Friday, February 21, 2014

Jean Baudrillard – Summary and Review of main Theories

Jean Baudrillard is a very varied cultural critic and thinker. His theories span across many fields ranging from technology, gender, international relations, consumerism, history and more. In his theoretical affiliation Baudrillard is considered to be postmodernist in orientation and poststructuralist, an orientation which is manifested predominantly is his occupation with systems of signification. Arguably Jean Baudrillard's most important work is "Simulacra and Simulation".

Perhaps the focal points of Jean Baudrillard's theories is the notion of meaning and self-referential manner in which meaning is produced in the postmodern age. Baudrillard draws on other important thinkers such as Foucault in trying to describe how systems of power relations in society are manifested in systems of representation and ideology (a tradition originating in Karl Marx's "The German Ideology" .

In his most notable book, "Simulacra and Simulation", Baudrillard argues that moderns systems of representation have undergone a process in which the dignified has lost touch with the signifier that now only points to other signifiers with the "real" long gone. In simple words, what Baudrillard says in "Simulacra and Simulation" is that the way we see and understand reality is only through the ever looping circle of representations representing representations.  This condition is referred to by Baudrillard as "the third order of simulacra". Baudrillard ties his discussion in "Simulacra and Simulation" to an interesting account on the relations between Disneyland and Watergate.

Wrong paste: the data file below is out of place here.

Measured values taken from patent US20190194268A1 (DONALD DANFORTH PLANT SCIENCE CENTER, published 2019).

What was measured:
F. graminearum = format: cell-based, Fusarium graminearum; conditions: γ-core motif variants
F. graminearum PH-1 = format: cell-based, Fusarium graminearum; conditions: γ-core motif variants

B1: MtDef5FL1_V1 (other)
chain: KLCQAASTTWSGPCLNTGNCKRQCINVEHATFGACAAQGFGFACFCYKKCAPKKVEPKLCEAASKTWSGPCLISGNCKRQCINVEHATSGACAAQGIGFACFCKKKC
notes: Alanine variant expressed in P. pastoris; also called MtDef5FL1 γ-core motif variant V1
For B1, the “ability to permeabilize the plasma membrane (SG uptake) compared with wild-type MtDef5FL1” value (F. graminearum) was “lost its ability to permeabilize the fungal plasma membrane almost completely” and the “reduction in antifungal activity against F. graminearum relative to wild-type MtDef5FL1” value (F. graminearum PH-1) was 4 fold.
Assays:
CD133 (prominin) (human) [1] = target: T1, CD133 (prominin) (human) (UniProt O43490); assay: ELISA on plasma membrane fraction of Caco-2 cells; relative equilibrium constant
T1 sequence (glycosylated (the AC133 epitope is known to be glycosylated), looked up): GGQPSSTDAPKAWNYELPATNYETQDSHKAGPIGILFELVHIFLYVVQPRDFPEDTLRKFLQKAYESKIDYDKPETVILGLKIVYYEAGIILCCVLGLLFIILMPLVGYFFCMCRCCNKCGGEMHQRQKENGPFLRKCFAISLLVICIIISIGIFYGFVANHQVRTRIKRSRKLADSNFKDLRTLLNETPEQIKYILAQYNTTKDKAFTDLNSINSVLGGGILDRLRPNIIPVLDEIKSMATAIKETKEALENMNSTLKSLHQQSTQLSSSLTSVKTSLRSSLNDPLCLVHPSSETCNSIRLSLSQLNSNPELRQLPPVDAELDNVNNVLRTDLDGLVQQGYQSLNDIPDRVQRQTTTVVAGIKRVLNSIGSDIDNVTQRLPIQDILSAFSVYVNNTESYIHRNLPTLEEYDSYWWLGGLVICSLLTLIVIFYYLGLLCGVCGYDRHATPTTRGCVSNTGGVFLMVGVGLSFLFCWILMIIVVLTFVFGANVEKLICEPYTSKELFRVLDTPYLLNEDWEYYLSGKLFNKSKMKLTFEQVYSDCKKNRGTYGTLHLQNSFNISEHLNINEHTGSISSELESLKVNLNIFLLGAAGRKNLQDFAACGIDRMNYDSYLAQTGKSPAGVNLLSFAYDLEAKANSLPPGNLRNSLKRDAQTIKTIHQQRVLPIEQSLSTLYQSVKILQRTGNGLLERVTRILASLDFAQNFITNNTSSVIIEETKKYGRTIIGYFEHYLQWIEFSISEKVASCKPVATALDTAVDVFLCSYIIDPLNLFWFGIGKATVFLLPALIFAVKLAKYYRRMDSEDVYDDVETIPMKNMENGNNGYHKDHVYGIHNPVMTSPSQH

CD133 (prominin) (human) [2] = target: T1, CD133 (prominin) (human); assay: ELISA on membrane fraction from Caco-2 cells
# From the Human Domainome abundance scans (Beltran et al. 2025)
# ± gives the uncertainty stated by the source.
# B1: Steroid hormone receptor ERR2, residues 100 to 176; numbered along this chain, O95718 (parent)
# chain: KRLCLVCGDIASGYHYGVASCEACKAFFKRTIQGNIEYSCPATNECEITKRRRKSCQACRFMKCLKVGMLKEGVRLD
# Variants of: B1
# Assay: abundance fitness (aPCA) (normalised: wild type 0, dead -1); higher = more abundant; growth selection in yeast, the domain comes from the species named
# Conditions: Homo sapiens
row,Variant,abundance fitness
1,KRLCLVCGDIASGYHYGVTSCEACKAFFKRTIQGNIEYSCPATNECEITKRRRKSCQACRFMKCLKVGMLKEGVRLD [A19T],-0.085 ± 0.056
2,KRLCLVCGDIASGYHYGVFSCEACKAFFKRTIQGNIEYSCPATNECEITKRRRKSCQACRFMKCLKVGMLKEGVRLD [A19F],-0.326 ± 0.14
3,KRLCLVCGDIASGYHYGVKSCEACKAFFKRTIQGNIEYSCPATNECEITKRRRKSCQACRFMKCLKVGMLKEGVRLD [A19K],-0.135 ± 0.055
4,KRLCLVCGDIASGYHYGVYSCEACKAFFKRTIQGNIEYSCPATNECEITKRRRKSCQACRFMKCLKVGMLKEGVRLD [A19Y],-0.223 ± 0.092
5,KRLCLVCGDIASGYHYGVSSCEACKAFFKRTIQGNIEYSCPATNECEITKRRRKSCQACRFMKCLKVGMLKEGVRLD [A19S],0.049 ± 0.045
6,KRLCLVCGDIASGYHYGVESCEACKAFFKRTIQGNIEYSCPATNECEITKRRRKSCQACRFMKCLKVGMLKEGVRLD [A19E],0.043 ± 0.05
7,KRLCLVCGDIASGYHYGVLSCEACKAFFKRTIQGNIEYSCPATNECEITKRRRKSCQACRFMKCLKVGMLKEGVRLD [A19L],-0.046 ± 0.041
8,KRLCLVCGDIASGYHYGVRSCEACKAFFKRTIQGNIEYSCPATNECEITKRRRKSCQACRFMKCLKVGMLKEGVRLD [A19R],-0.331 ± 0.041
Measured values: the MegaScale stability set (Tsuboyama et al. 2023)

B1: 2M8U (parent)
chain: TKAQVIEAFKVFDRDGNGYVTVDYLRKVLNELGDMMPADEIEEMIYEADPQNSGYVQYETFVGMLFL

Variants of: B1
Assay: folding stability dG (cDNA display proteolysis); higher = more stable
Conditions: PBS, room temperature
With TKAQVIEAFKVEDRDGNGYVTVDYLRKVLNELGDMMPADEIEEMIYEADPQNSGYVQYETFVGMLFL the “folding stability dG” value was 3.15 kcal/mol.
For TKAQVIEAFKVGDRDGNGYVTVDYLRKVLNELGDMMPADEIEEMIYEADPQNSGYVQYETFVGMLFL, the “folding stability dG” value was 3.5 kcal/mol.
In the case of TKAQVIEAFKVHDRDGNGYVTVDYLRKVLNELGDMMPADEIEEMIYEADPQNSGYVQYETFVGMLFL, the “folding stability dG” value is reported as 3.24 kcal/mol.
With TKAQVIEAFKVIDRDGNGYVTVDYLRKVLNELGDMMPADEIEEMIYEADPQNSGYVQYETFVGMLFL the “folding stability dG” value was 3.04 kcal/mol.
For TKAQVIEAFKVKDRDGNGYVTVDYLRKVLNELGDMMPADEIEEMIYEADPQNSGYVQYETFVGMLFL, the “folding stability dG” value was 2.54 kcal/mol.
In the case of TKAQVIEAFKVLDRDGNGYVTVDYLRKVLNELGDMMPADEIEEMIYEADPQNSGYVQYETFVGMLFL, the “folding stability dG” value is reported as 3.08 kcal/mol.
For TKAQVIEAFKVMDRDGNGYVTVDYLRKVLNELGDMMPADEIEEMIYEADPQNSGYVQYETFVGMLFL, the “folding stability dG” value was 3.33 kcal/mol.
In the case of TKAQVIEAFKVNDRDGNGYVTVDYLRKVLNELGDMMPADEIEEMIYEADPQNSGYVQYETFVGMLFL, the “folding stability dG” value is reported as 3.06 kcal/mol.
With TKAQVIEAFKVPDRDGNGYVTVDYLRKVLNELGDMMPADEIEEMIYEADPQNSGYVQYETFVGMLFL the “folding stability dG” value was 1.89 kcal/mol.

An additional important theory posed by early Baudrillard was his theory of object value systems which replaced production in Marx's theory for consumerism and the base of capitalistic society.  Baudrillard said that modes of economic activity are based not the constructed needs for producing but rather on the constructed needs for consuming, thus posing a new way to look at the manner in which an object acquires value. Basic theories such as Marx's and Adam Smith's focused on functional value and exchange value of goods. Modern sociology such as Bourdieu's theories added symbolic value to the equation. Baudrillard added the notion of sign value (such as the example of "brand") that is based on the manner in which the product is associated with signs functioning in a system (one can see how this is related to Baudrillard's ideas in "Simulacra and Simulation).

A late theory by Baudrillard is the one regarding the "end of history". Baudrillard hold the our modern notion of history is based on the notion of accumulating progress, which is nowadays breaking apart.  The West's victory in the cold war meant for Baudrillard not the victory of one ideology but rather the breaking down of the notion that there can be one final winning ideology and historical condition.  In other words, time itself is changing for Baudrillard with the collapse of linear thought.  

Recommended reading by and on Jean Baudrillard:


    

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